(quoting the snow-relevant part of a longer article)

|From yesterday's Evening Journal.]
FALL OF SNOW AT MOUNT LOFTY.—This morning Mr. J. Cobbledick, of Mount Lofty, brought to our office a large lump of snow, the remains of a snowball weighing about one hundredweight, which one of his sons rolled together on Sunday morning between 9 o'clock and half-past. There was a beautiful snow shower at that time, and Mr. Cobbledick informs us that it is many years since a similar occurrence took place. Mr. Radford, of Bridgewater, also says that the frost at that place is harder than has been known for years past. At the Bridgewater Hotel the ice has been thick enough to bear a man on it, and yesterday they experienced the heaviest snow storm that has been seen for the last six years.
SNOW-STORM AT GUMERACHA.—There was a snow-storm on Sunday for about half an hour at Gumeracha. The flakes were large, but as the ground was wet with rain they did not collect. The atmosphere was cold, and the wind piercing, giving a few "recollections of home."

Article identifier
http://nla.gov.au/nla.news-article41393663
Page identifier
http://nla.gov.au/nla.news-page3957329
APA citation
REAPPEARANCE OF MR. MONTGOMERY. (1869, August 3). South Australian Register (Adelaide, SA : 1839 - 1900), p. 2. Retrieved March 23, 2014, from http://nla.gov.au/nla.news-article41393663

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South Australian Chronicle and Weekly Mail (Adelaide, SA : 1868 - 1881) Saturday 7 August 1869 Page 7.
http://trove.nla.gov.au/ndp/del/article/92278599
The same story also appeared here:
The South Australian Advertiser (Adelaide, SA : 1858 - 1889) Saturday 7 August 1869 Page 3.
http://trove.nla.gov.au/ndp/del/article/31991927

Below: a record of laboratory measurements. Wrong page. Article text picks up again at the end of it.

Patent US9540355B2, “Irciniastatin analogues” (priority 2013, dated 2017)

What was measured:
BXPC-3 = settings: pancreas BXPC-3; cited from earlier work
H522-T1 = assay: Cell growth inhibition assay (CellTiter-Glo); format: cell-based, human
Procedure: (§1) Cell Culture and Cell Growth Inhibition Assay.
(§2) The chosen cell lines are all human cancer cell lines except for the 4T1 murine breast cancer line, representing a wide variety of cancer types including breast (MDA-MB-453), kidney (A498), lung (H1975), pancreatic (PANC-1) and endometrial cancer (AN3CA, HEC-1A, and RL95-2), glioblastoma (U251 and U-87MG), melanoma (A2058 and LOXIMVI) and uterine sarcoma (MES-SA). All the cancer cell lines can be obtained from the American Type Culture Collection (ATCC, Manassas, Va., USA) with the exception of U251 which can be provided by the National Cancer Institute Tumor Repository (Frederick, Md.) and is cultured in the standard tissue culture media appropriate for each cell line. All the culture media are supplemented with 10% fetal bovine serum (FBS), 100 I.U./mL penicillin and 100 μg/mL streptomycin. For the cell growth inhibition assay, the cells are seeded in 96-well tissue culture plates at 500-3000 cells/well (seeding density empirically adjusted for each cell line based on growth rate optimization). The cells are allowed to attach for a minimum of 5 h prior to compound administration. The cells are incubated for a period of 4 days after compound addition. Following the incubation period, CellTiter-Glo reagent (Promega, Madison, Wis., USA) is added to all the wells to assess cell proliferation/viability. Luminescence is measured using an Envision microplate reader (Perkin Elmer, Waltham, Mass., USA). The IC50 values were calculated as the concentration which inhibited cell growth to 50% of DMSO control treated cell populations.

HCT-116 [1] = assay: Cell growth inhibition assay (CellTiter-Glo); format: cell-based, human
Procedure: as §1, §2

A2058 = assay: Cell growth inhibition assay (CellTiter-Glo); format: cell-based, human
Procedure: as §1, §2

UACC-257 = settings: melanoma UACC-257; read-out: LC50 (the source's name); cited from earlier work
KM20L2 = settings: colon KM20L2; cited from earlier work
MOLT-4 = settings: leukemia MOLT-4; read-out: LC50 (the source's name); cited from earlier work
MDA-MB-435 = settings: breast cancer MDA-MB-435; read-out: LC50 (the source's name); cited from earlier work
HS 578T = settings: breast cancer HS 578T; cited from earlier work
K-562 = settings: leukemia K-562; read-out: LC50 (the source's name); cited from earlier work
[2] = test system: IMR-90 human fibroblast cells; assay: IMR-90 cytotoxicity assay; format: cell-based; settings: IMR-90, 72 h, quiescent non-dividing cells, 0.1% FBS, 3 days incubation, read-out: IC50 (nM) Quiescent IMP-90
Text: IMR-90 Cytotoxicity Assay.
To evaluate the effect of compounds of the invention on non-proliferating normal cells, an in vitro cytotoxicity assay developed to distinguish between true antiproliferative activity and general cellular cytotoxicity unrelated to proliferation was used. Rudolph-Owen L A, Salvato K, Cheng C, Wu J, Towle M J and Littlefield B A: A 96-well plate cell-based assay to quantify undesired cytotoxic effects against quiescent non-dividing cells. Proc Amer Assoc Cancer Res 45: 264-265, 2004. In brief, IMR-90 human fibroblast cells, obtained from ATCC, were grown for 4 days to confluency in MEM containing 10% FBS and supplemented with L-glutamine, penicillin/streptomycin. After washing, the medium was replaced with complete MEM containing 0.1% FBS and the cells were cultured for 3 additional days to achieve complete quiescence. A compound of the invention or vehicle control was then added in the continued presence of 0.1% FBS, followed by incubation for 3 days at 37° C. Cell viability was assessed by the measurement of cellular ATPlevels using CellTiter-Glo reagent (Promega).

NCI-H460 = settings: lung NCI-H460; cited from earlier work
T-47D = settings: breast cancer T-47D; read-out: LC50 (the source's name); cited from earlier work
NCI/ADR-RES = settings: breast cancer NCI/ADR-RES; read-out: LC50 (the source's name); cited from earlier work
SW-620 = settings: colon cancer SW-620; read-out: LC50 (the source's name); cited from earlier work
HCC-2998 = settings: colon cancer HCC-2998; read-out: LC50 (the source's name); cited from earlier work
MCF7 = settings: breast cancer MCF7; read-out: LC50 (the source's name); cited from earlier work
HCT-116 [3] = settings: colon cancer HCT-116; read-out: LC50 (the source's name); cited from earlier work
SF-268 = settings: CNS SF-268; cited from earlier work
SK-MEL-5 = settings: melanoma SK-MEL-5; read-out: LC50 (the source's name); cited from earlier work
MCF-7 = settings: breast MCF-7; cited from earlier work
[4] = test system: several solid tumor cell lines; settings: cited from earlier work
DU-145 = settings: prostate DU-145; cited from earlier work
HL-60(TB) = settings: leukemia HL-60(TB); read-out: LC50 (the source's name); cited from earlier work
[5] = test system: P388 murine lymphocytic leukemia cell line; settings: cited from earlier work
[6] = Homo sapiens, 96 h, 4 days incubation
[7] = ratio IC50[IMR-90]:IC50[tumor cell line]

Kooringa is now Burra. Quoting the snow-relevant part of a longer article. The Sunday of the fall is presumably August 1st 1869.

"KOORINGA, August 4.
On Sunday morning, for a few minutes only, snowflakes fell, but not to any considerable extent. The juvenile portion of the community generally were at a loss to know the meaning of what appeared to them a very strange phenomenon ; but, however, they were soon enlightened by hearing of the severe snowstorms and biting frosts which prevail during the winter months of England, and which cause such severe sufferings to the poor in the old country."

Article identifier
http://nla.gov.au/nla.news-article92278599
Page identifier
http://nla.gov.au/nla.news-page8395993
APA citation
KOORINGA, AUGUST 4. (1869, August 7). South Australian Chronicle and Weekly Mail (Adelaide, SA : 1868 - 1881), p. 7. Retrieved March 18, 2014, from http://nla.gov.au/nla.news-article92278599

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The South Australian Advertiser (Adelaide, SA : 1858 - 1889) Tuesday 3 August 1869 p 2
http://trove.nla.gov.au/ndp/del/article/31991799

(quoting snow-relevant part of longer article "TOPICS OF THE DAY")

"It is not often that the snow lies from an inch to a couple of inches deep in South Australia, yet such was the case on the Mount Lofty ranges on Sunday morning. Our informant (Mr. Arthur Hardy) descrbes it as being a very pretty sight. The sheaoaks were covered with snow to their very summits on the windward side, and the red heath-blossoms peeping above the snow on the ground contributed to make the scene as pretty as it was novel."

Article identifier
http://nla.gov.au/nla.news-article31991799
Page identifier
http://nla.gov.au/nla.news-page2107397
APA citation
TOPICS OF THE DAY. (1869, August 3). The South Australian Advertiser (Adelaide, SA : 1858 - 1889), p. 2. Retrieved March 22, 2014, from http://nla.gov.au/nla.news-article31991799

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Kapunda Herald and Northern Intelligencer (SA : 1864 - 1878) Friday 6 August 1869 Page 2.